placed upon carpets of cloth of gold; the knights ranged themselves on the king's side, and the ladies on the side of the queen. The four knights whom the king most esteemed, were nearest him, Amadis, Galaor, Galvanes, and Agrayes ; at his back was King Arban of North Wales, armed at all points, and holding a drawn sword, and with him were two hundred knights. In this order, all being silent, there stood up a lady, exceeding fair, and richly garmented ; and there arose with her at the same time twelve dames and damsels, attired with like bravery and the same adornments; for this custom had the ladies and chiefs of high degree to take with them to such solemnities their followers, apparelled like their own proper persons. This lady with this attendance stood up before the king and queen, and addressing Lisuarte she said, Sire, hear me! I have a claim against this knight,-stretching forth her hand towards Amadis. She continued, and related how Angriote of Estravaus had sought her love, and why he kept the vale of pines, and how Amadis, having forced the pass, had promised to procure for him his mistress's favour. Whereof, quoth she, when I attained knowledge, I withdrew myself to my castle, where I kept such a strong guard and custom, that it was thought no strange knight could enter; nevertheless this knight entered who is at your feet,-pointing to Amadis whom she knew not. He afterward of his good will promised to make Amadis revoke his word to Angriote : but then there chanced a combat between him and mine Uncle Garsinan; and all eyes were fixed upon Garsinan while she related how the battle had been, marvelling that he should have dared do battle with Amadis.-And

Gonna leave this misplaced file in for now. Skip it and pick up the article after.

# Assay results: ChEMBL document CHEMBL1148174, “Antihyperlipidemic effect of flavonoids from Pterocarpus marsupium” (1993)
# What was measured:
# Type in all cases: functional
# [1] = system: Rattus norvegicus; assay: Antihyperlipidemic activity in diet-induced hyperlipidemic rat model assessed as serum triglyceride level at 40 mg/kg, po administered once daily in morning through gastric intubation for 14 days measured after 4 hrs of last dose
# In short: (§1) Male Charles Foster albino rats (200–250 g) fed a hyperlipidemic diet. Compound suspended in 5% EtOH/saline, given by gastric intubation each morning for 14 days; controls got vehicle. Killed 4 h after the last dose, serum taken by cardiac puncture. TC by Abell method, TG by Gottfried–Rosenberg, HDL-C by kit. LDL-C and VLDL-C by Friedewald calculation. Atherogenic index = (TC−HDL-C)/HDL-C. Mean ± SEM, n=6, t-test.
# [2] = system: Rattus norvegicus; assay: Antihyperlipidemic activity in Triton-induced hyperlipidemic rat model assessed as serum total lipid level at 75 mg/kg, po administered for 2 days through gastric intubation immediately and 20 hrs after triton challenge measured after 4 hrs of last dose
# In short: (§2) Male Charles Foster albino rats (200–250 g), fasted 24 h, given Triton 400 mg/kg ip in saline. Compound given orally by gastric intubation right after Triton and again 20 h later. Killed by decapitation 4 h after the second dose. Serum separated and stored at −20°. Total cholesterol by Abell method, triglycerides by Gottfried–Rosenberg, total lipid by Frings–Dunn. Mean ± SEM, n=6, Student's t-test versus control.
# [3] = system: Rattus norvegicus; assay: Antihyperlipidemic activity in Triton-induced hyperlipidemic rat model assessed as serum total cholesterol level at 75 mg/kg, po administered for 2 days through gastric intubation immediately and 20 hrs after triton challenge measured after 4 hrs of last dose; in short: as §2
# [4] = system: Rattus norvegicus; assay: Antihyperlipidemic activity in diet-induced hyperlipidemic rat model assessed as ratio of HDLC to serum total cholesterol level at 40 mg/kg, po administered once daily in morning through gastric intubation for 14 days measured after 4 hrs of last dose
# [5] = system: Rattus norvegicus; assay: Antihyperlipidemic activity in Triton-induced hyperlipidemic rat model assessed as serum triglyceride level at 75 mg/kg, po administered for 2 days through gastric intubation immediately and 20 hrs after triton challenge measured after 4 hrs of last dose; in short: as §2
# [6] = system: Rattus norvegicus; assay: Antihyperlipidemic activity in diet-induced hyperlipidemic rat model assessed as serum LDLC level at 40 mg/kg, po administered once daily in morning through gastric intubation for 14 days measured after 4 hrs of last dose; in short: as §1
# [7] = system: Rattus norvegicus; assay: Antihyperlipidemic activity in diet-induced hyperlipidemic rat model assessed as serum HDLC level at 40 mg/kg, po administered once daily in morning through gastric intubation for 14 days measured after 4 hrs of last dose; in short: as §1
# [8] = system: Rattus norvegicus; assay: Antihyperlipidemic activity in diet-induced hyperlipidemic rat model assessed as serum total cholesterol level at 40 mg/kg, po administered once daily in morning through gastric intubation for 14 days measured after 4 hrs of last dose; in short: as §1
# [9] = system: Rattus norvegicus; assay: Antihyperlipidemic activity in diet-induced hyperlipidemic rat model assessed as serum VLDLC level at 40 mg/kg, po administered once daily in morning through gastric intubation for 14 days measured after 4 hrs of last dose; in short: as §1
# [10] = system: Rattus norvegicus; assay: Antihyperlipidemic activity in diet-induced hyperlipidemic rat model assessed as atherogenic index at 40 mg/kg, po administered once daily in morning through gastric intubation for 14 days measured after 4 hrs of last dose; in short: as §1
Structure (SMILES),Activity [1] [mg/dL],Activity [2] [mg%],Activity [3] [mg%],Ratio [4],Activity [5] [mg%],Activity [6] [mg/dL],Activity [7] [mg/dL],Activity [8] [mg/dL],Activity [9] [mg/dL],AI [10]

here, sir, said she, am I come to claim his promise, and discharge my own.